Deidre runs afoul of one of the knights who isn't at all knightly, and consequently, she's very effectively kicked out of the castle. Sir Einion, who I detest, invites her to visit his own domain, Din Arth, since he's leaving, too. Deidre decides, based on something she overheard the night that Sir Tomas almost raped her, that her destiny is to follow Einion to Din Arth, to learn all she can about who is plotting against King Arthur and report back to her father. She sends Ronan off to relay her plans to her dad, and travels with Sioned to Einion's home, with great trepidation - and so she should considering that she addresses Queen Awel with: "Of course, Your Grace."! Nope. That form of address is reserved for the clergy. There was a time when Scots monarchs were addressed that way, but I'm not aware of any usage of that in Wales for the monarchy. Again I may be wrong; I'm hardly an expert on the Dark Ages in Britain!

On page 292, Cooney reveals herself to be yet another one among several writers I've read lately who doesn’t know that there's a difference between stanched and staunched! As frequently as I've seen that lately, it has become painfully apparent that the English language is changing under my very nose, but I refuse to use staunch in place of stanch! I will be a staunch opponent and I will stanch the bleeding of our English tongue!

The ending of Daughter of Camelot felt a bit weird for me, but it was a decently good one, as was the novel overall, despite my gripes above. (On that score, don't forget that this is a reading and writing blog so I would be doing readers a disservice if I avoided addressing topics that others might find digressive or even obsessive! As for rating this novel, I don’t do stars. A novel to me is either worth reading or it’s not (it's worthy or it's warty!). I don’t see how you can rate something, say, three-fifths worth reading! Nor do I see how someone can write a review that completely tears a novel apart (reviewing only a relatively unimportant two percent of it in the process!), but then still rates it two stars! That's just bizarre. I've read a review exactly like that on Goodreads of late (not about his novel)! But in summation, Hail And Well Met! I really enjoyed this novel and consider it a worthy read.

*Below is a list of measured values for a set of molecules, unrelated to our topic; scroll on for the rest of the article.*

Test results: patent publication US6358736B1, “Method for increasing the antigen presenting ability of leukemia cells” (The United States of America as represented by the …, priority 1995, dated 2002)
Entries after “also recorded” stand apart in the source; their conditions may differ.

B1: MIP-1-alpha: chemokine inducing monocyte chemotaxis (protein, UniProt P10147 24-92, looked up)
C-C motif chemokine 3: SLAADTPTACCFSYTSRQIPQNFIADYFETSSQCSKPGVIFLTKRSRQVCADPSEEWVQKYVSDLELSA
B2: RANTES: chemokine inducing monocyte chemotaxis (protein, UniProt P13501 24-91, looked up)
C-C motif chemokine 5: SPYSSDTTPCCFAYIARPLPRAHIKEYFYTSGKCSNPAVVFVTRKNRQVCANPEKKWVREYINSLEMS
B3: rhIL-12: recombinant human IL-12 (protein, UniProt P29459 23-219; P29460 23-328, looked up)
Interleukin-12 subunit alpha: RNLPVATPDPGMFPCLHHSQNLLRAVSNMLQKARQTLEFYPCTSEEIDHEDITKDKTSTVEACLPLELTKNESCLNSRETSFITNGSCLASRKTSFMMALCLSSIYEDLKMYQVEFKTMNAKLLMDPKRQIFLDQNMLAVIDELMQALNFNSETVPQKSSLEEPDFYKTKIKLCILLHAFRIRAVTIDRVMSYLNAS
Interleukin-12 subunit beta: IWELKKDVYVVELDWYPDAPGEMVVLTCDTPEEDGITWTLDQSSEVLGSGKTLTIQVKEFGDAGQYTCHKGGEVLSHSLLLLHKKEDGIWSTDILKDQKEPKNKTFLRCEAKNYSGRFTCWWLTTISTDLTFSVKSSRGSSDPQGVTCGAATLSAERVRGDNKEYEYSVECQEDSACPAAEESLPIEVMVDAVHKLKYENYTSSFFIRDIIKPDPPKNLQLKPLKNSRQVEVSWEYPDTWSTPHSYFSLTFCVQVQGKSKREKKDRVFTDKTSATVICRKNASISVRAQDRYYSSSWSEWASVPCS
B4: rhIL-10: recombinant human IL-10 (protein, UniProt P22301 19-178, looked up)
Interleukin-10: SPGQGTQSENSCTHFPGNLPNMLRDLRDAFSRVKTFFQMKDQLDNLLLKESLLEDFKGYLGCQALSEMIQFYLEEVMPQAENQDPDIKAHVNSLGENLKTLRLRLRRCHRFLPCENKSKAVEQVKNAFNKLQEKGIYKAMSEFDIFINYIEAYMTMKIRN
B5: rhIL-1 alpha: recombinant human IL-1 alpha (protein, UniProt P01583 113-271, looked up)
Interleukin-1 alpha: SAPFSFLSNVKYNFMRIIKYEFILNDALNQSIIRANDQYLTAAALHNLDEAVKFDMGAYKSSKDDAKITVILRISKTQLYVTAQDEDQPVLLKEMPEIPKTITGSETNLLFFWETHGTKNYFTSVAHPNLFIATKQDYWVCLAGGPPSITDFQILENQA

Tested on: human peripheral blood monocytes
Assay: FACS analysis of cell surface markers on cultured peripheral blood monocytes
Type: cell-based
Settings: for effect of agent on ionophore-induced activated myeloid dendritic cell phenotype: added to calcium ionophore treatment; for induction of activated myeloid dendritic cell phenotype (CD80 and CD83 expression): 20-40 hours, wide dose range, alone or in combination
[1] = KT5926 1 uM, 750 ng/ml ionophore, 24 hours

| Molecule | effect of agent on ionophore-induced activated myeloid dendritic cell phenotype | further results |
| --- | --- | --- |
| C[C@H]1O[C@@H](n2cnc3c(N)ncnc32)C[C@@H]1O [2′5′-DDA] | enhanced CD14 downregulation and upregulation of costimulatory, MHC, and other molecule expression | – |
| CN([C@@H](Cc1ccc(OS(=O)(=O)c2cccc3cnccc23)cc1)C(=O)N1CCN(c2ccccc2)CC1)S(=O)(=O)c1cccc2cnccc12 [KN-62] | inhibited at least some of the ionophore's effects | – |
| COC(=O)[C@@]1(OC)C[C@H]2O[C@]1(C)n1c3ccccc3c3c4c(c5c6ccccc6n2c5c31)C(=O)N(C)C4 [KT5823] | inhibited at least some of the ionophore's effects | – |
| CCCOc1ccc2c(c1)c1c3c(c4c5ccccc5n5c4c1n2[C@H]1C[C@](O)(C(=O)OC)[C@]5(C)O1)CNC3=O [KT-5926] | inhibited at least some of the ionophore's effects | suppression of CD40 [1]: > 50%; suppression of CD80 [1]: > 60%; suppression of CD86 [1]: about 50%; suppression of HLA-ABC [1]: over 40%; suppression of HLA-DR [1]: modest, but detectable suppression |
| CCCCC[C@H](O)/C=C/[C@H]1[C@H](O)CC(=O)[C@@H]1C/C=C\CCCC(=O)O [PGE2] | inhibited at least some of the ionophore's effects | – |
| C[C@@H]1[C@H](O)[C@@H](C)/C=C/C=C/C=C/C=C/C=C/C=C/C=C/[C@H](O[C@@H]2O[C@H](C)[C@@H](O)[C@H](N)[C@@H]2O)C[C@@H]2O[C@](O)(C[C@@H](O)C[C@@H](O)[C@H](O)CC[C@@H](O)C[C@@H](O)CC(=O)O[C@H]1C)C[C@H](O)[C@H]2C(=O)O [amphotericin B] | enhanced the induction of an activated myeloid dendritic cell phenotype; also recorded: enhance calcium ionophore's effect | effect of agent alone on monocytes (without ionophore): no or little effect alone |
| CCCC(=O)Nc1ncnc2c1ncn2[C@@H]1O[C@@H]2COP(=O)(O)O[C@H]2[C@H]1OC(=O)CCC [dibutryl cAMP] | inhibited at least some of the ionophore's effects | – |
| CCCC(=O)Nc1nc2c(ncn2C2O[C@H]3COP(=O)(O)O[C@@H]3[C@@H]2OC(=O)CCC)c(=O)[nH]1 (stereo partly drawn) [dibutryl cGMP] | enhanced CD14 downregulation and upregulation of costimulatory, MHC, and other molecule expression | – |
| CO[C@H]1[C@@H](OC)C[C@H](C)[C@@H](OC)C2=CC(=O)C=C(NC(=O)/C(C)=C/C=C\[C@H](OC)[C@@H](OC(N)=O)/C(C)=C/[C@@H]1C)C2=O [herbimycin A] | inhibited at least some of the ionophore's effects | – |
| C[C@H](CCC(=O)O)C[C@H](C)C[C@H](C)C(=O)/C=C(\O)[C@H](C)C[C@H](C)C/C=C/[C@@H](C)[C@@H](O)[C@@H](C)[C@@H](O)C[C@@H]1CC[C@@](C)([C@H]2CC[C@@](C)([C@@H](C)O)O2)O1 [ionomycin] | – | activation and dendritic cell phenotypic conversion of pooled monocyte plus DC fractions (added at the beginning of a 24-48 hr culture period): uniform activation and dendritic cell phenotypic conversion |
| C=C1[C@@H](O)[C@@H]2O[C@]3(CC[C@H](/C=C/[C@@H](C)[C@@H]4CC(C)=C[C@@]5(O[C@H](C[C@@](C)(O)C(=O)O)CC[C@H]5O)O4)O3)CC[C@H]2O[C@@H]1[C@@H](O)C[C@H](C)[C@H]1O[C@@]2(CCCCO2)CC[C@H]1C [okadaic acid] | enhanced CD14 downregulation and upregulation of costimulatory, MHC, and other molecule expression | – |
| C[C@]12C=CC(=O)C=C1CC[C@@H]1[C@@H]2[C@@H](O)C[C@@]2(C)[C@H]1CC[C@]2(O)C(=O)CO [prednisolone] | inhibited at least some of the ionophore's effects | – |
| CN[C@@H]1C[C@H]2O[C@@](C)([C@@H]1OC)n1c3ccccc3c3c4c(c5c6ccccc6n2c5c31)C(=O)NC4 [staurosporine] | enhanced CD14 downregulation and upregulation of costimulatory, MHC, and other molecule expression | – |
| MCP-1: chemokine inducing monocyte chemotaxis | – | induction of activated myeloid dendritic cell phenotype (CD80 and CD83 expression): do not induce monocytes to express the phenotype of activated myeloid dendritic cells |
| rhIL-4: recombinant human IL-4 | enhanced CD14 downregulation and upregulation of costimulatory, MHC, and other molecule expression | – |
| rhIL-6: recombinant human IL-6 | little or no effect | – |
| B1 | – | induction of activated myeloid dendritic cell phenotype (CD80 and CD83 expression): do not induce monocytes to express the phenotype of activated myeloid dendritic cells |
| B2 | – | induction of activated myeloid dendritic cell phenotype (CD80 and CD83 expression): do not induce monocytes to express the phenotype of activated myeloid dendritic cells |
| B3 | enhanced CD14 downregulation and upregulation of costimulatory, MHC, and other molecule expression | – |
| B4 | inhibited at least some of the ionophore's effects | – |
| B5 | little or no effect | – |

No comments:

Post a Comment

Please keep comments respectful and polite; trolling, abusive, and hateful comments will be deleted summarily. Constructive criticism, insightful contributions, and humorous observations are always welcome!

Note: Only a member of this blog may post a comment.